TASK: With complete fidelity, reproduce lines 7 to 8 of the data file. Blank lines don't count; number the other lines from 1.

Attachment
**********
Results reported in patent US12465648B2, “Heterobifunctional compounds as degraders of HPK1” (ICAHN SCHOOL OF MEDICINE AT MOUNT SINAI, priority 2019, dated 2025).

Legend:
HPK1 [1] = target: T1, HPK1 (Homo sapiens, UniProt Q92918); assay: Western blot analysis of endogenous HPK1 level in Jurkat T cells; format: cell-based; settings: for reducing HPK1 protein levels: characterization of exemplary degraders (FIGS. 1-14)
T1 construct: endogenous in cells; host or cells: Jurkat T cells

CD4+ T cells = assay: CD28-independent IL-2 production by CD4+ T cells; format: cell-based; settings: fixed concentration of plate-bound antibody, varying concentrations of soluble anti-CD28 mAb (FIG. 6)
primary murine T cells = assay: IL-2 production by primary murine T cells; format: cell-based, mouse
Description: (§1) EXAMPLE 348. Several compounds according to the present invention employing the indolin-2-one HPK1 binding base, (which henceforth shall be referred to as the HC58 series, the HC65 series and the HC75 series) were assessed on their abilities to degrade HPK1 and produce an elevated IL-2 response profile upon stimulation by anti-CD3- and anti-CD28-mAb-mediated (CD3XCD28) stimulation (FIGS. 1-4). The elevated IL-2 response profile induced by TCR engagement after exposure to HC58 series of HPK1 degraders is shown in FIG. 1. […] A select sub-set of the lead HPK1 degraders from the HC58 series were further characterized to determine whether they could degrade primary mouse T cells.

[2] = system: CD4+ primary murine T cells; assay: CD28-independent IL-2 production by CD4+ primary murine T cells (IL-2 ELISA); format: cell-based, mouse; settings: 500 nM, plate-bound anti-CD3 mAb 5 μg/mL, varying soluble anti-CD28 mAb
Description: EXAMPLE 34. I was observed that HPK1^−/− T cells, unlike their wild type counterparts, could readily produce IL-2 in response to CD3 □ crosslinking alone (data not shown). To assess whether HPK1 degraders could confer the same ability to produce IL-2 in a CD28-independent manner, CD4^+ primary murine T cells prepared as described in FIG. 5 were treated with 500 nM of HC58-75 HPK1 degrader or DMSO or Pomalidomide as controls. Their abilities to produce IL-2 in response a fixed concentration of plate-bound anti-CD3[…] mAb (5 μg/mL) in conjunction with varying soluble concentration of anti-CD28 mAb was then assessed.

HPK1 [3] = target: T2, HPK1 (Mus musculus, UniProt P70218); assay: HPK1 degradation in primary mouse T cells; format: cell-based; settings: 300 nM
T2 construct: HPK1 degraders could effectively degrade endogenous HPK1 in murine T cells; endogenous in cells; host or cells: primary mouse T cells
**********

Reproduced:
Description: (§1) EXAMPLE 348. Several compounds according to the present invention employing the indolin-2-one HPK1 binding base, (which henceforth shall be referred to as the HC58 series, the HC65 series and the HC75 series) were assessed on their abilities to degrade HPK1 and produce an elevated IL-2 response profile upon stimulation by anti-CD3- and anti-CD28-mAb-mediated (CD3XCD28) stimulation (FIGS. 1-4). The elevated IL-2 response profile induced by TCR engagement after exposure to HC58 series of HPK1 degraders is shown in FIG. 1. […] A select sub-set of the lead HPK1 degraders from the HC58 series were further characterized to determine whether they could degrade primary mouse T cells.

[2] = system: CD4+ primary murine T cells; assay: CD28-independent IL-2 production by CD4+ primary murine T cells (IL-2 ELISA); format: cell-based, mouse; settings: 500 nM, plate-bound anti-CD3 mAb 5 μg/mL, varying soluble anti-CD28 mAb